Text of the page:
The Old & Young Monks Who Killed & Saved Ants

Mind precedes all mental states.
Mind is their chief; they are all mind-wrought.
If with an impure mind a person speaks or acts,
suffering follows him like the wheel that follows the foot of the ox.

– Dhammapada Verse 1

Opening and closing this article are the famous first two twin verses of the Dhammapada, which is a collection of sayings by the Buddha inspired by real events. Once, some monks sighted some dead insects, which they suspect to be trampled by the old and blind Cakkhupala during his walking meditation. Hearing this, the Buddha remarked that just as they didn’t see him killing the insects, Cakkhupala did not either. Besides, as he was already an arahat, it was impossible for him to have the intention to kill. Thus, he did not create any negative karma. His blindness however, was the negative karmic result of having blinded someone in a past life. A woman had promised him then, when he was a physician, to become his servant, together with her children, if her eyes get completely cured. However, she lied that her eyes were getting worse when they became cured. Out of vengeance, he gave her another ointment, which really blinded her.

In a related story, the master of a young novice monk, who could see probable events in the future, saw that the latter was likely to pass away eight days later due to negative karma. Out of compassion, he sent him home for a break, to see his parents one last time. Unaware of his situation, the novice went off delightedly. On his journey, he noticed an ant nest with a stream nearby. Its level was rising due to rain upstream. Attempting to prevent the ants from drowning, he used soil to built an embankment around the nest and diverted the stream away. To great astonishment, eight days later, his master saw him returning cheerily to the monastery. Perplexed at how he escaped death, he realised that his act of saving the insects had amassed so much merits, that his life expectancy extended. As such, the novice lived to a ripe old age.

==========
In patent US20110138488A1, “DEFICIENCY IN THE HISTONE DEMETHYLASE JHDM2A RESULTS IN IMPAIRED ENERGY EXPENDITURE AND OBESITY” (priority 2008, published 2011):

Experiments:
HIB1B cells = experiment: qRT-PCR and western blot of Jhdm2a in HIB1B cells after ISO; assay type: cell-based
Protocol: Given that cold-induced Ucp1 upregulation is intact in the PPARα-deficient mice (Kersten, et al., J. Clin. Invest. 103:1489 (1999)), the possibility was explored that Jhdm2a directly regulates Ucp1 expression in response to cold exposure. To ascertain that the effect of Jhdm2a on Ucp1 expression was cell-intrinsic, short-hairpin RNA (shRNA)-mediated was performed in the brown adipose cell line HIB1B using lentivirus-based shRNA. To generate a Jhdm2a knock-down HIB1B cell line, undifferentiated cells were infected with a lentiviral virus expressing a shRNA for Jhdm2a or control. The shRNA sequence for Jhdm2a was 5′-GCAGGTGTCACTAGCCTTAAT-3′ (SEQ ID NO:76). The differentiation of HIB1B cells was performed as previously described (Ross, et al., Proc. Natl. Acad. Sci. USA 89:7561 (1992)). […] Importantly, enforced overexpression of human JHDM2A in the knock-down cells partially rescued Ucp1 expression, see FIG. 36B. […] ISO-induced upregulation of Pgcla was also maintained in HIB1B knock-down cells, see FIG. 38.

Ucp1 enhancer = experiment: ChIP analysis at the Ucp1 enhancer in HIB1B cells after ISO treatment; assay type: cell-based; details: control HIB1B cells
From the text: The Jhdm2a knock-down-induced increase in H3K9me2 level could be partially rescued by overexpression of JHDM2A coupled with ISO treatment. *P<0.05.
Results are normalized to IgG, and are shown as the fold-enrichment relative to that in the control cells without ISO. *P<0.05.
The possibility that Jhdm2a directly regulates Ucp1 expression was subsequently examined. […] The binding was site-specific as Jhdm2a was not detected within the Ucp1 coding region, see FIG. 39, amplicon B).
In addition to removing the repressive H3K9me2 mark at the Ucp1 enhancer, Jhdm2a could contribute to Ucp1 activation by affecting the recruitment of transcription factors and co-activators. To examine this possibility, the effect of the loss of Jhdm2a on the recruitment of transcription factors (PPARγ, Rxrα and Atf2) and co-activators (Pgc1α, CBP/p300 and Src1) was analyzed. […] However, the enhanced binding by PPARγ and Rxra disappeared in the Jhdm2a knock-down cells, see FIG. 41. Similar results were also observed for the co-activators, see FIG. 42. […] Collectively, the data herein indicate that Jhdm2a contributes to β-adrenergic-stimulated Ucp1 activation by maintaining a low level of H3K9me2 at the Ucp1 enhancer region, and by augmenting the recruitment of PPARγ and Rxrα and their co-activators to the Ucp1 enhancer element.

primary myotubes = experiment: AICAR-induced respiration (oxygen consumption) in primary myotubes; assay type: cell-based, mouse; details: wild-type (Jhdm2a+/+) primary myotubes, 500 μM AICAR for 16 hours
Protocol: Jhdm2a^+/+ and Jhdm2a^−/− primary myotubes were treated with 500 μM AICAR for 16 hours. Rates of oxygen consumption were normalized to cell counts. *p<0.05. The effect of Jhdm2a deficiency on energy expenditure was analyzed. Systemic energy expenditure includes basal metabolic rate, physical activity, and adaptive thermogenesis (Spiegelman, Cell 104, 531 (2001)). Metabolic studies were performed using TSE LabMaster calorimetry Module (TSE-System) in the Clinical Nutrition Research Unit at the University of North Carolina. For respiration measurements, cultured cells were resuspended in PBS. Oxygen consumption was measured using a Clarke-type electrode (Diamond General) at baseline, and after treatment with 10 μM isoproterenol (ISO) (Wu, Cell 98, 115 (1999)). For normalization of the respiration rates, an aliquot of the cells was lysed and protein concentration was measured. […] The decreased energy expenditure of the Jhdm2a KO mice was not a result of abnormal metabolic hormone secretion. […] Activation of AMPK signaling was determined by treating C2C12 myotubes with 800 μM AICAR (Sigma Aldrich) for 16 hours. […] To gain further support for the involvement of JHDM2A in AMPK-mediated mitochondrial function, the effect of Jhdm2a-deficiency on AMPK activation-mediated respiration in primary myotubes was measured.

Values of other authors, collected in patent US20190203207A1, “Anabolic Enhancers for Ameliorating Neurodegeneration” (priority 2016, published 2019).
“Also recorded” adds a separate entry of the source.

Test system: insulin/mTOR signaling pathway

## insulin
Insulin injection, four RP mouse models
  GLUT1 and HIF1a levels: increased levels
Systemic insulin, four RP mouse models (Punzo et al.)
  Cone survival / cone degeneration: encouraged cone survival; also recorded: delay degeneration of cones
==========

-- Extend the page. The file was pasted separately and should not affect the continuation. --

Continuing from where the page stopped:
The two stories illustrate the central role of intention in the creation of karma, be it positive or negative. As the Buddha taught, ‘It is intention [or volition; instead of just an action], monks, that I call kamma [karma], for having willed, one performs an action through body, speech and mind.’ Just as the old monk’s ill intention created great negative karma, the young monk’s pure intention create immense merits [pure karma]. Though both did not create new negative karma, they had to suffer for their past negative karma. Despite this, both were able to make the best of their situations. We too should take our negative karma in our stride, to rise above our present situations. We are not limited by our karma; only by our lack of diligence to do better, to render our negative karma relatively powerless with overwhelming positive karma and wisdom. Karma is not cast in stone!

Mind precedes all mental states.
Mind is their chief; they are all mind-wrought.
If with a pure mind a person speaks or acts,
happiness follows him like his never-departing shadow.

– Dhammapada Verse 2

Please Be Mindful Of Your Speech, Namo Amituofo!

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